In the eight
years since Eddie DeBartolo gave up his ownership interest in the San Francisco
49ers, Niners fans have fantasized about his possible return. The once lofty
franchise has foundered under the reign of DeBartolo's brother-in-law, John
York, whose condescension and cost-consciousness have alienated employees and
inspired the website dumpyork.com. Meanwhile DeBartolo, the anti-York, evokes
images of gregarious generosity--and success. The three-day Super Bowl reunion
gala he threw for hundreds of former employees in Las Vegas in March was a
reminder of happier times.
Now how's this
for a surprise twist: DeBartolo and former 49ers president Carmen Policy,
together again, presiding over ... the revived Los Angeles Raiders?
It would rank as
the Bay Area's biggest sporting nightmare--not to mention a seismic shift in
California's football landscape. But the scenario has been broached by
DeBartolo and Policy, and the NFL's desire to break back into the nation's
second-largest media market could help make it a reality. Most owners are
reluctant to disrupt the league's 32-team symmetry or further split up TV
revenue, making an expansion team in L.A. highly unlikely. Instead, an existing
franchise will probably relocate under new ownership, with the Raiders, Saints,
Chargers, Vikings, Bills or even the 49ers as the leading candidates.
Policy, the duo whose bold leadership helped bring five Super Bowl titles to
San Francisco, have heard the rumors that Raiders boss Al Davis is in declining
health. That, plus attendance problems in Oakland, are why they have Silver and
Black on the brain. "Carmen and I have discussed different things, and
that's one of the teams that intrigues us," DeBartolo told SI. " L.A. is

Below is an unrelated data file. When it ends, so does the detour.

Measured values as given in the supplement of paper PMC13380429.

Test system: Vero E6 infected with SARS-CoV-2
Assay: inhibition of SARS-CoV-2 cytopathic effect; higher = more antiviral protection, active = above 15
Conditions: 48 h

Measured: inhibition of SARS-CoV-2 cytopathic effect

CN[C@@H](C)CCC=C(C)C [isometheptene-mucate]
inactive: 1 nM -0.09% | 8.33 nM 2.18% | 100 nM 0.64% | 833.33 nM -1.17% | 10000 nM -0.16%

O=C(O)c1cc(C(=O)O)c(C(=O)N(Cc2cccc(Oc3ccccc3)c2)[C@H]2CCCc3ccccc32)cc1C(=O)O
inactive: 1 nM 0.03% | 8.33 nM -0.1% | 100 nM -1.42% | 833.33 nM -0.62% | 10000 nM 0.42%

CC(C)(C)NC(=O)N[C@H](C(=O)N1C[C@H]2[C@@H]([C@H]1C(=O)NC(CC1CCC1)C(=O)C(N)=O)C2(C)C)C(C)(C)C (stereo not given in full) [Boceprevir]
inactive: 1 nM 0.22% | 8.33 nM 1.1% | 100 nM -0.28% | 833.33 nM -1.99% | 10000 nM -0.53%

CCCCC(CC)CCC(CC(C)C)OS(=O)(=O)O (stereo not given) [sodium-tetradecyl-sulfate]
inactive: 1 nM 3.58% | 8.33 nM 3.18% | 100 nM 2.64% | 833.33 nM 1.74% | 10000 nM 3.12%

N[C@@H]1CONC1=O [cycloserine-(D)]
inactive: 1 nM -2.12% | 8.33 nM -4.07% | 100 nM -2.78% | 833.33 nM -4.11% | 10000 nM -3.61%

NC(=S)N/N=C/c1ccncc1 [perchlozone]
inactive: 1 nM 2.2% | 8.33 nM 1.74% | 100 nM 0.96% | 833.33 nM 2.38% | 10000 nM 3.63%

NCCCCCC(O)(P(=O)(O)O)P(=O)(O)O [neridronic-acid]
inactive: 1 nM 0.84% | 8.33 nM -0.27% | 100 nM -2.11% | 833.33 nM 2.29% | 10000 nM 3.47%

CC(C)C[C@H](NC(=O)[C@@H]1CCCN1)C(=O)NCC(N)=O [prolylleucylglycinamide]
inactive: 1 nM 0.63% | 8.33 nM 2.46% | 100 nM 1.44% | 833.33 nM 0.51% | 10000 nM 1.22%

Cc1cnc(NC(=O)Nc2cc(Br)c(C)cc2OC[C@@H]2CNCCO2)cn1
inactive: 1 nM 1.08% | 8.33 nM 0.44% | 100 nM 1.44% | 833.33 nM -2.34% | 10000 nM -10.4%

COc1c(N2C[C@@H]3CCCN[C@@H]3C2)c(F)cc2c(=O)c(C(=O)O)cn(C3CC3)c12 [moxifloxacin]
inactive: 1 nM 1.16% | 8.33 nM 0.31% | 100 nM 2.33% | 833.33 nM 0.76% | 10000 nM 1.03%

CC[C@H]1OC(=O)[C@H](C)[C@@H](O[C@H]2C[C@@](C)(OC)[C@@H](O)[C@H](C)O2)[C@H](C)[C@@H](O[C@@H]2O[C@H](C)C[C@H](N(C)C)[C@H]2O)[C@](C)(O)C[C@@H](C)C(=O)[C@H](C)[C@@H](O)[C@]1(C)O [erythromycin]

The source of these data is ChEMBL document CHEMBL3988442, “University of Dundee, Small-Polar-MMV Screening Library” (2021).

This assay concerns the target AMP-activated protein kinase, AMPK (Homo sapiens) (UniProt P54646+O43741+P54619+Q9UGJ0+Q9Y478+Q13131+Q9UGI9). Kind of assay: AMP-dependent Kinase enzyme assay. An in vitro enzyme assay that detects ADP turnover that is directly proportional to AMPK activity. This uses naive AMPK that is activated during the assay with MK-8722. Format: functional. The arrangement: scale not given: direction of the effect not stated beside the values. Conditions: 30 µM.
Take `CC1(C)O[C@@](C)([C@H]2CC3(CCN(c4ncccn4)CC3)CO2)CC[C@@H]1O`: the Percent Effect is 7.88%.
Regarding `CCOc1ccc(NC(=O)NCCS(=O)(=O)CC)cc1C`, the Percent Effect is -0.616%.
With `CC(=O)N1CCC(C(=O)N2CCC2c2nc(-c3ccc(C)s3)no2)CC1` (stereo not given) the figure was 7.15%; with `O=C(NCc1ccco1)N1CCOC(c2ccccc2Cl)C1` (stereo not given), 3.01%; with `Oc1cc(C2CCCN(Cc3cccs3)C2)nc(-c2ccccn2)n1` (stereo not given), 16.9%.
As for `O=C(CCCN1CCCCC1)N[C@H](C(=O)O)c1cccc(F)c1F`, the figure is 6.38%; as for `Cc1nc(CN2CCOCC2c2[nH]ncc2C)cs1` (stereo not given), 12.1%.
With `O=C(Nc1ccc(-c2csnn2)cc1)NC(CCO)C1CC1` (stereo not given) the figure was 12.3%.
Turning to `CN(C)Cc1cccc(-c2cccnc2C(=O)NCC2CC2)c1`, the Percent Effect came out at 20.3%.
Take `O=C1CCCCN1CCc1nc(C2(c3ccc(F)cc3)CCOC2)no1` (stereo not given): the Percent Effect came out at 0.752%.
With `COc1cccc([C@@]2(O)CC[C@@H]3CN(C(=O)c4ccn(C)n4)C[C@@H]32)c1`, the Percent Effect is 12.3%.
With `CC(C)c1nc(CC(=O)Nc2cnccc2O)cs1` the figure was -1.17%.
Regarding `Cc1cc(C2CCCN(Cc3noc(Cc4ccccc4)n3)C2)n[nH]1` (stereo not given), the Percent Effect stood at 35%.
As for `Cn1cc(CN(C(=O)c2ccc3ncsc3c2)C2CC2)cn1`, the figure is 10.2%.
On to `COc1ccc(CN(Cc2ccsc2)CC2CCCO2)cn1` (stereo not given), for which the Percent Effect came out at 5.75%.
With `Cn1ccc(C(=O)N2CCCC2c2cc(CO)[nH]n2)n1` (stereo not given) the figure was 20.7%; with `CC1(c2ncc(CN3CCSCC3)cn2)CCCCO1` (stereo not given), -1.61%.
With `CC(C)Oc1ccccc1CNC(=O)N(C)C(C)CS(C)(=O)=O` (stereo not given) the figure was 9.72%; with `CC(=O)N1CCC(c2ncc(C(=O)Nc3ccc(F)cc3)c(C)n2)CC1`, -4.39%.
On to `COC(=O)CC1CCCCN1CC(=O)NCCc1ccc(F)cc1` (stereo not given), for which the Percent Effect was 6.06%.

a costly situation, but it's wide-open, and I think the right group could make
Given the nature
of his exit in 1998, DeBartolo's potential NFL reemergence is something of a
shock. A year after becoming embroiled in a Louisiana gaming scandal (then
governor Edwin Edwards elicited a bribe in exchange for a casino license),
DeBartolo pleaded guilty to not reporting an extortion attempt, a felony. He
was given two years probation, and the NFL fined him $1 million. He then gave
his half of the 49ers to his sister, Denise DeBartolo York, in exchange for
their late father's real estate holdings and moved to Tampa. He was in NFL
exile, an untouchable because of his legal issues and their gambling
But time has
revitalized DeBartolo's image, not to mention his portfolio. He has quietly
built up his real estate empire to a reported net worth of $1.4 billion, and
last September Forbes rated him the 235th-richest American. Several of the
old-line NFL owners who were eager to see him go are now out of the league, and
two prominent owners told SI they believe DeBartolo would be approved should he
attempt to purchase a team. "His accomplishments in the NFL are
significant," says the Cowboys' Jerry Jones. "A progressive owner is
says buying the Buccaneers would be his first choice. (He looked into
purchasing them three years ago but was rebuffed by owner Malcolm Glazer.) But
he and Policy--they had a falling out shortly before DeBartolo left the 49ers
but have repaired their relationship--have contemplated other teams, including
the Saints, and their interest in the Raiders is piqued by whispers that Davis,
76, is ill. He has been using a walker because of a leg ailment and did not
show up at February's scouting combine or a recent minicamp. "For Al Davis
to miss the combine, that's unusual," DeBartolo said.
The Raiders, for
their part, say that everything is status quo. " Al Davis is as vital and
vibrant as ever," says CEO Amy Trask. "The closest Eddie and Carmen
will come to taking a look at the Raiders will be watching them on TV."
Still, however Oakland plays out, it will take someone like DeBartolo to make
things work in L.A. He's charismatic and emotionally invested, the type of
personality needed to sell football in what has been a lukewarm market in the
past. And given the resistance of Southern California politicians to financing
stadium projects, it will take deep pockets. The cost of the team and a new
venue or a refurbished Coliseum could be $1.5 billion.
believes that he and Policy could find the partners to pull it off. Jones, one
of 15 owners who participated in a May 17 conference call that detailed L.A.
stadium proposals, thinks DeBartolo and L.A. would be a perfect fit. "To
me, L.A. is about the ownership," Jones said. "Money alone won't get it
done. It's going to take some serious talent and passion, and boy, when it
comes to passion, inevitably you think about someone like Eddie."
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